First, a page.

‘Autumn’ by studio of Jan Brueghel the Elder and Joos de Momper
This is certainly one of the most extraordinary transformations ever seen on the series ‘Britain’s Lost Masterpieces’.
The picture, which belongs to Birmingham Museums, was a prime example of a painting that belongs to the nation but is not on display because it is in such poor condition. The picture was not only broken in two pieces and covered in dirt and a yellow varnish, it also had audacious repainting by an artist or amateur restorer, possibly applied in the 18th century, covering more than half the original composition. However, what was visible of the original design allowed us to appreciate that there must be something important lying beneath. With our tailor-made system for safely cleaning off the disguising layers, we revealed original paint that was in good condition. The hours of painstaking work have certainly been worthwhile.
After treatment, the picture reveals in marvellous detail the lives of Flemish agricultural workers through the process of cider making; harvesting the apples, putting them through a cider press, and storing the cider in barrels.
On arrival at the studio from Birmingham Museum, where it had been kept away from public eyes in drawer, the painting was in a sorry state: the panel had split at some point during the centuries since it was made, and here were substantial layers of dirt and a frosted varnish caused by contact with moisture. The old varnishes were degraded and discoloured a deep yellow and had become dull. The central portion of the painting was mostly overpaint, creating a heavily wooded landscape. Evidently, someone had thought that they could better the existing picture. The painting was in no state to be displayed, and although it was titled “Autumn” it was very difficult to determine what lay beneath the frosted varnish. Taking paint samples and carrying out small cleaning tests revealed multiple layers of the grime of ages, yellow varnish and overpaint.
Autumn has now been dated to 1605-10 and an attribution made to two artists: the landscape by Joos de Momper (1564-1635) and the figures by the studio of Jan Breughel the Elder, possibly by the hand of Jan Breughel the Younger working in his father’s studio. Flemish artists often specialised in specific types of painting and the collaboration of portraitist and landscape painter demonstrated in Autumn is typical; exhibiting in one sublime work of art both the supreme characterisation and attention to detail of Breughel the Elder, alongside the accomplished landscape painting of de Momper.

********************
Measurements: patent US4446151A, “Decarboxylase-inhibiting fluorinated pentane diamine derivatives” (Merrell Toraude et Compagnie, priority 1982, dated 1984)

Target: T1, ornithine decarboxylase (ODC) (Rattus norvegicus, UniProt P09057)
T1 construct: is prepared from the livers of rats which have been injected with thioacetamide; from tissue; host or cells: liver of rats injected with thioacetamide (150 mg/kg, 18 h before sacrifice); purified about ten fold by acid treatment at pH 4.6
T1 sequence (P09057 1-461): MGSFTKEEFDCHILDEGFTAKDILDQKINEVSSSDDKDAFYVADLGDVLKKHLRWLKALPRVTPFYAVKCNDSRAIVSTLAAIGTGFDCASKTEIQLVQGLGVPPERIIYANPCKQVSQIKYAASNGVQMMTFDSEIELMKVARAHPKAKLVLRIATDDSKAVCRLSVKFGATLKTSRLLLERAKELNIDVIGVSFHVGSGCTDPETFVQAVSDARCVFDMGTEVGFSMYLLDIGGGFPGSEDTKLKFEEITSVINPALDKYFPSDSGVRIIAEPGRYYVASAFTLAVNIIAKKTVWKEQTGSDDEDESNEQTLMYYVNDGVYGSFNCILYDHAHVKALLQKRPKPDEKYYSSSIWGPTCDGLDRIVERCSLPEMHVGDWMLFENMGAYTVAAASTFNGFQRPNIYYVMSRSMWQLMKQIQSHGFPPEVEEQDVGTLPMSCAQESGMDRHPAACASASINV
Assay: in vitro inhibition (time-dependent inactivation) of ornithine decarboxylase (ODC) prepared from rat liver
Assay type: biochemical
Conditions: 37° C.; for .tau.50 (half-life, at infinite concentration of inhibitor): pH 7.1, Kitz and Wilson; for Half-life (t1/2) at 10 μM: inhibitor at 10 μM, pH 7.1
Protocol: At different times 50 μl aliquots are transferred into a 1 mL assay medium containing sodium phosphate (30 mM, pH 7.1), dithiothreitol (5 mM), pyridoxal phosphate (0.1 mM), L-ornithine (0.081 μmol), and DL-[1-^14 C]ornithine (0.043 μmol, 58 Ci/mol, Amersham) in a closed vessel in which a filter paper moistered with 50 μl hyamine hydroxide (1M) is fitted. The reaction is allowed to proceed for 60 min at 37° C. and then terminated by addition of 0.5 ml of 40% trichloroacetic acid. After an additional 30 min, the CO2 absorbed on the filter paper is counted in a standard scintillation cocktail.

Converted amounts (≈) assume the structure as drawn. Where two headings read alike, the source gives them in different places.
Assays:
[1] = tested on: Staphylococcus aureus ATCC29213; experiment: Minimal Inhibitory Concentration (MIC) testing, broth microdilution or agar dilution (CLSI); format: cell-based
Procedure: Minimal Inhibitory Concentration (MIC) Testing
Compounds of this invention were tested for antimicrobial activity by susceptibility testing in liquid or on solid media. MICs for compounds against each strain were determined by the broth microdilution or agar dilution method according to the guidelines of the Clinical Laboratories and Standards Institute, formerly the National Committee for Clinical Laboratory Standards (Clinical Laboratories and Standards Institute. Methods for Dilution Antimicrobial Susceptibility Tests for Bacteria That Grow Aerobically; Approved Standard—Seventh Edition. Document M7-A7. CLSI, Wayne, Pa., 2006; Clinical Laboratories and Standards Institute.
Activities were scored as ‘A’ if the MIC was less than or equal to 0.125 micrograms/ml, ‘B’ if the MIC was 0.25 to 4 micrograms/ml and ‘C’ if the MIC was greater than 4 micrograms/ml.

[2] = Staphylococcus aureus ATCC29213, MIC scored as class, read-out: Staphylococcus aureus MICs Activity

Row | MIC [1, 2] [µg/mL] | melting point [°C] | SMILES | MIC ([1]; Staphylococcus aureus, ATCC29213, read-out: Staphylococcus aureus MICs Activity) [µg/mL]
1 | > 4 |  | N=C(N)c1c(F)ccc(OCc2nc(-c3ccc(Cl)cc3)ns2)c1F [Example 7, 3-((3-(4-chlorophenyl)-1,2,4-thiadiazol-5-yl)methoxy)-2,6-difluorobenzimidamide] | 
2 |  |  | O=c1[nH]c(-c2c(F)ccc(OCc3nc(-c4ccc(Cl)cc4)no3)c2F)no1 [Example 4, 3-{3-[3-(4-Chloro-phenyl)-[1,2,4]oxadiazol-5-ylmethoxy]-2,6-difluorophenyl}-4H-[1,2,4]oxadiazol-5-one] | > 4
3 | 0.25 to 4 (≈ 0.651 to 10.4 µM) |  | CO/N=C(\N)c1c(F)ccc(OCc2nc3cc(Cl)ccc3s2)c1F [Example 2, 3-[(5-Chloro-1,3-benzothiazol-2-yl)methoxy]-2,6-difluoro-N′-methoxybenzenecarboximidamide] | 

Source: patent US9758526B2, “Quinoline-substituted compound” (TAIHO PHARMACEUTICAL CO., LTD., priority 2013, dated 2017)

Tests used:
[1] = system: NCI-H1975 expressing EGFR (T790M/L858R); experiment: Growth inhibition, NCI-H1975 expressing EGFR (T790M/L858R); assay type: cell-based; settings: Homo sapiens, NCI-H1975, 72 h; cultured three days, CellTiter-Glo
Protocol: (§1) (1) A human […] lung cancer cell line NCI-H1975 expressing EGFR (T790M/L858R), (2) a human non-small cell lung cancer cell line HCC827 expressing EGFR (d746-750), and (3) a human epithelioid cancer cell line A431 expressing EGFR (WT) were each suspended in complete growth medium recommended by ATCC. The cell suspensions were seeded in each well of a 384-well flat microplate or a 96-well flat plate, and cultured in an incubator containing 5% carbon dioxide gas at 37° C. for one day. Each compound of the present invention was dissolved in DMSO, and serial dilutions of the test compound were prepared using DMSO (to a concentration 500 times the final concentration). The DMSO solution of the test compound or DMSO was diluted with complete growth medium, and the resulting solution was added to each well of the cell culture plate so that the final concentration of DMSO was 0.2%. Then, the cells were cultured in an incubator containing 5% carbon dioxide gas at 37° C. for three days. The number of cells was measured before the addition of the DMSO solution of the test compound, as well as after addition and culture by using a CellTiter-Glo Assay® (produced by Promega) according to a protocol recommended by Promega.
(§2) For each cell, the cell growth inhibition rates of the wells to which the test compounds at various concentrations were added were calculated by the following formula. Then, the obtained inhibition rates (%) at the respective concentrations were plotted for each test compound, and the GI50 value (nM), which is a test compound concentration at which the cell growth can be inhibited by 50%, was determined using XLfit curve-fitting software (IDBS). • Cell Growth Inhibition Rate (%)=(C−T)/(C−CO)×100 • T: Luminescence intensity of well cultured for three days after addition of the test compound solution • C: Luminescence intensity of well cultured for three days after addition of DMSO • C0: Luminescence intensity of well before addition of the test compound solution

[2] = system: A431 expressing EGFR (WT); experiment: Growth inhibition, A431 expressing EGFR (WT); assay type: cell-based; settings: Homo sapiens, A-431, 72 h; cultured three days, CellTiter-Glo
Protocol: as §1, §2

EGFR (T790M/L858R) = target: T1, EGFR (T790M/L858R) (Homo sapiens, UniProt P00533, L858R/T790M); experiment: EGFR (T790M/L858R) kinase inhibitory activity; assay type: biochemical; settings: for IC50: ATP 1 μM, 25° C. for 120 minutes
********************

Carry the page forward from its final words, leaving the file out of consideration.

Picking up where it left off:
Dr Ellen McAdam, Director of Birmingham Museums, said: “Britain’s Lost Masterpieces does a brilliant job of balancing connoisseurship, scientific research and the thrill of the chase. It was great to work with Bendor, Emma and Simon Gillespie to detect the real story of this painting. I am sure our audiences will be fascinated by its transformation. It will now take its rightful place in Birmingham’s internationally important collection of European art.”
Bendor Grosvenor said: “Seeing a whole new landscape emerge from beneath the overpaint was the most extraordinary transformation we’ve had on Britain’s Lost Masterpieces. We were so lucky to work with Birmingham Museums for this series, and I hope people enjoy seeing the painting on display in the galleries.”
An infrared photograph taken before treatment picked up carbon drawing lines underneath the paint and therefore showed Brueghel’s expressive and unmistakable drawing lines, for example here in the area of the cider press (look out for the diagonal lines for the screw of the press!) with the lovely handling of the figures.
The removal of the varnish and overpaint meant that the original perspective down the road into the village can now be admired, with little groups of people engaged in lively scenes. The heavy foliage (a later addition) was removed to reveal a hillside behind the village with another church tower in the distance, and in the far distance to the left of the main church tower we see a river with sailing boats on it (see photograph below). When painting his landscapes, de Momper famously used varying tones of brown, green, and blue progressively to characterize the recession of space. Blue pigments naturally fade over time, which is why the hillside, river and sky are a yellowish-greenish-grey in the picture as we see it today.
The area showing the apple pickers loading bags of apples into the horse-drawn cart: before treatment (left) with the overpaint, dirt, and discoloured blooming varnish. During treatment (centre) in process of removing the varnish and overpaint. After treatment (right), the details of this lovely pastoral scene have come back to life.
During the process of cleaning the painting and removing the added top canopy of trees, small figures were found in what we had previously thought to be the sky and which turned out to be a field on the hillside in the distant landscape (below).
Behind the scenes during treatment, including a still from the trailer for Britain’s Lost Masterpieces series 4.